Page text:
As much as possible, NAMC’s web blog reflects the Montessori curriculum as provided in its teacher training programs. We realize and respect that Montessori schools are unique and may vary their schedules and offerings in accordance with the needs of their individual communities. We hope that our readers will find our articles useful and inspiring as a contribution to the global Montessori community.
© North American Montessori Center - originally posted in its entirety at Montessori Teacher Training on Tuesday, March 11, 2008.


  1. What a great blog. I am a Montessori parent and I'm learning so much here that supports and augments what I learn from my child's school. I especially appreciate your open handed attitude - praise isn't verboten, it's just to be used sparingly. Love the chocolate cake analogy. I found this blog because I'm looking into training and certification, but I'm delighted to have discovered it simply as a parenting resource, too! Thanks and please keep up the great work. (While I'm posting, can I make a request? Can you post a blog entry about how to address when a child is having difficulty telling the truth? I know I need to be someone with whom she's not afraid or intimidated to be truthful... Other ideas and suggestions? A comprehensive post about helping a child to move from falsehoods to truth-telling would be so valuable. Many thanks! And feel free to delete the parenthetical part of this comment if and when you approve it for posting. Thanks!)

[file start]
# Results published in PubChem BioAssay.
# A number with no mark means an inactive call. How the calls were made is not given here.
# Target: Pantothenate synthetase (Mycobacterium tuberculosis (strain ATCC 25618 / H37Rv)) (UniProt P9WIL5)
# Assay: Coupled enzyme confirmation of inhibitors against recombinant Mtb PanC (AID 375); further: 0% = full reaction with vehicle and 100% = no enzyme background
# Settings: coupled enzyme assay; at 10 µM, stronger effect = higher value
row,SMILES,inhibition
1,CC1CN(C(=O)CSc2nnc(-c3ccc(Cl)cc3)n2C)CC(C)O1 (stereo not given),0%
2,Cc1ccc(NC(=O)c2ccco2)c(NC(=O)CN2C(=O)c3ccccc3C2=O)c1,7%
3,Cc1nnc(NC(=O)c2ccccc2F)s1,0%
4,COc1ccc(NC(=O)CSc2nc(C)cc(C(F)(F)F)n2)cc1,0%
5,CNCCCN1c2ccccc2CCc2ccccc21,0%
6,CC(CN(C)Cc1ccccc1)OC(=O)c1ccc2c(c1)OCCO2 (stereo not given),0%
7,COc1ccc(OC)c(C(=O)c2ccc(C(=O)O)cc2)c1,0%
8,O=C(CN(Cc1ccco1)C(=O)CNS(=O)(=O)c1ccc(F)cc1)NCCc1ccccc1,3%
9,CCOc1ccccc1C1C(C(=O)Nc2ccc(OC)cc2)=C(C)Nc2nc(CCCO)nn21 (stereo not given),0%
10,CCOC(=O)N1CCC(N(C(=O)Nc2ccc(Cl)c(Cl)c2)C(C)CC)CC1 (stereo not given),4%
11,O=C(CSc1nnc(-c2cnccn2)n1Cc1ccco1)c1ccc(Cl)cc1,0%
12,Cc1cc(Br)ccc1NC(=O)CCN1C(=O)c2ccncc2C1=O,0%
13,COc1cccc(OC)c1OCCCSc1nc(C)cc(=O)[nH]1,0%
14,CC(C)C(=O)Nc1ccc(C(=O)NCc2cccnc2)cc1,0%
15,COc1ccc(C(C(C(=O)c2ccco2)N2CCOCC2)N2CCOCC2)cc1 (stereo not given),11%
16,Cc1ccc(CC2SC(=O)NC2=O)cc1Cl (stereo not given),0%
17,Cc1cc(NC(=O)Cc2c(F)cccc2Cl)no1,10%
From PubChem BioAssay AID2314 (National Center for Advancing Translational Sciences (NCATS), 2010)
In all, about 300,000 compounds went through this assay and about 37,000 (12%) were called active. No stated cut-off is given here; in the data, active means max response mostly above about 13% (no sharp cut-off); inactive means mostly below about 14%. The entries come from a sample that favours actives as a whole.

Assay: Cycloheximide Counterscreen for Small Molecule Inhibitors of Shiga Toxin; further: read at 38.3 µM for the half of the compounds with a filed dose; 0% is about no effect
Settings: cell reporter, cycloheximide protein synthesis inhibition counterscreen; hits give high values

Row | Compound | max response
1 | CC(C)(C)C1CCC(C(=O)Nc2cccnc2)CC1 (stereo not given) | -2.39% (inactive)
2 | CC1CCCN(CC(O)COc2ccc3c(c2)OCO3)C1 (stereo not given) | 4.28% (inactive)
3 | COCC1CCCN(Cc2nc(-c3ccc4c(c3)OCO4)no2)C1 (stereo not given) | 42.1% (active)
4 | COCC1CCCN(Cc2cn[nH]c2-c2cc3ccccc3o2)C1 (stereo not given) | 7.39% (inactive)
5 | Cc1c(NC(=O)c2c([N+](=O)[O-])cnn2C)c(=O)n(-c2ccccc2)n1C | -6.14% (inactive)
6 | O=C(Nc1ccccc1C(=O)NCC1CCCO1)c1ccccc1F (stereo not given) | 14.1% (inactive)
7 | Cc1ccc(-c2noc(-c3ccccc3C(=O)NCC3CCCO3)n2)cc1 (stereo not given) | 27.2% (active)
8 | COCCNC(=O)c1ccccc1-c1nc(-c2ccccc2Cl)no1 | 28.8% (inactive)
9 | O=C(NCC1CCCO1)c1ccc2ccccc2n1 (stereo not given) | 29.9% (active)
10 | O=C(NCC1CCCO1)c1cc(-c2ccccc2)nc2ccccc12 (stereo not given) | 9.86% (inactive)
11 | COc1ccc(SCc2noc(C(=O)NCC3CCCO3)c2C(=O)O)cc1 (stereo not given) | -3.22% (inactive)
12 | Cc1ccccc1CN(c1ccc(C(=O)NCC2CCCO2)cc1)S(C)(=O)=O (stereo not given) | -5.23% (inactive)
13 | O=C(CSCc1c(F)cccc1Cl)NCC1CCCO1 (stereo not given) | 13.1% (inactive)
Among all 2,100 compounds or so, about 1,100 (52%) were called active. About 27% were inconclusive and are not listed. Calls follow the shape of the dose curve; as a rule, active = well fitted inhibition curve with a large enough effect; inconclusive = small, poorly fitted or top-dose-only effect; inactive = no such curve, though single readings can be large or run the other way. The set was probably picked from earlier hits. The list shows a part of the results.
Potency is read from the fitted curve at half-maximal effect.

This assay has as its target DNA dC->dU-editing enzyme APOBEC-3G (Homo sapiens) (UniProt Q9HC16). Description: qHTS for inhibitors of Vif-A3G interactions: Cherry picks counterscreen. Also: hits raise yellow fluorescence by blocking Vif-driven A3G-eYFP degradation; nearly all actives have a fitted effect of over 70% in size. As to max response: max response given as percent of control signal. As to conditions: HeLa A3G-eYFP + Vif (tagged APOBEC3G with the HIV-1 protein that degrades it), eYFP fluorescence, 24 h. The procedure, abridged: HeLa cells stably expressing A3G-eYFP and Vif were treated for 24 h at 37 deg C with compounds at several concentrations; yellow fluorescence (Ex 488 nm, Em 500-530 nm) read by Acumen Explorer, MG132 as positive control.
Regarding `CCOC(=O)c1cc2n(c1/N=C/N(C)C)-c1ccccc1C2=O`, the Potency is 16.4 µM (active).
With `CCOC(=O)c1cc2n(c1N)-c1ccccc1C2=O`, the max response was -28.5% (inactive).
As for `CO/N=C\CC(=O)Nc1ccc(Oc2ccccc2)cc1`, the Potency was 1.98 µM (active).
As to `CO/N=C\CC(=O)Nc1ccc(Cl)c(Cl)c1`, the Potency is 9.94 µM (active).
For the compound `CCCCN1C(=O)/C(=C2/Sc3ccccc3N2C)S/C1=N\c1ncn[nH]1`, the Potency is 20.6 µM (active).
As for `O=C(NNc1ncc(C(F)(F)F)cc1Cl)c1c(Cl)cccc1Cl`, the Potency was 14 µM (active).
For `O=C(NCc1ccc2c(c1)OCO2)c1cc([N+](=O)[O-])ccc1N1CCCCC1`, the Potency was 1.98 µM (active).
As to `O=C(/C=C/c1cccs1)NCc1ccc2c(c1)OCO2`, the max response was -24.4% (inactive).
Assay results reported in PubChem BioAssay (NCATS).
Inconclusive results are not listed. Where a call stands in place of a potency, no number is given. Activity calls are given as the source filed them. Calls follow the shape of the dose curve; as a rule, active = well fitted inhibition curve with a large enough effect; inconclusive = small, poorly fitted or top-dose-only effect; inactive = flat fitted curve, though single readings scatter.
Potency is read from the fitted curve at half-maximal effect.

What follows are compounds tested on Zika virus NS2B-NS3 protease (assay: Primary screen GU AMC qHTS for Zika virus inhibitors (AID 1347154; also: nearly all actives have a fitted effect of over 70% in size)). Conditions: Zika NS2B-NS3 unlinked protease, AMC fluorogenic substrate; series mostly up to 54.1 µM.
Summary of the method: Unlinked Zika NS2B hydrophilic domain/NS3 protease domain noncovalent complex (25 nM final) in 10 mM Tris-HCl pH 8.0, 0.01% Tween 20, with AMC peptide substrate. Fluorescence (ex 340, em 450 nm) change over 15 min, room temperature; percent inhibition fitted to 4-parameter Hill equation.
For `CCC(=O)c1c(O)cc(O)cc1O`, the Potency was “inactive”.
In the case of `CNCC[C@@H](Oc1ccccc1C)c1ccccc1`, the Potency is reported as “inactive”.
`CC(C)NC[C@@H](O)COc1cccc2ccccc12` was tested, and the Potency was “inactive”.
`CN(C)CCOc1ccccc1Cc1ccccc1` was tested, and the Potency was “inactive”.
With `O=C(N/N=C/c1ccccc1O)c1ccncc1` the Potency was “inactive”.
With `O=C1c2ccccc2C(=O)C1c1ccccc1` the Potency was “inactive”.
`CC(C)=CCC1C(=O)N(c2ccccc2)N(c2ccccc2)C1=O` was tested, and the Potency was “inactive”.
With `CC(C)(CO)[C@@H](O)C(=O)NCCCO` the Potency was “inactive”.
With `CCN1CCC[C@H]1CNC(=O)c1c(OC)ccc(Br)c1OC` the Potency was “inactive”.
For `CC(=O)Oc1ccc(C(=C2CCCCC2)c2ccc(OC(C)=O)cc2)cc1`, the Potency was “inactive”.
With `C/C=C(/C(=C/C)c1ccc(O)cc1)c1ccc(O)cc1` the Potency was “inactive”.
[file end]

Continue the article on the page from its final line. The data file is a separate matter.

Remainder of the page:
~Christine G.

  2. Christine,

    Thank you for your comments and your suggestion. I'll be working on a piece that addresses honesty and telling the truth.


  3. This is a wonderful blog. Very informative and helpful to parents who want to give their children a strong foundation and to grow into great decision makers in their lifes.

    I loved the blog as it is also teaching me as a parent on how to make good decisions for my children.

    Keep it up NAMC!

  4. Tasleem, parenting is a continuing journey. It sounds as if you are well on your way to helping your children grow to be happy, independent adults.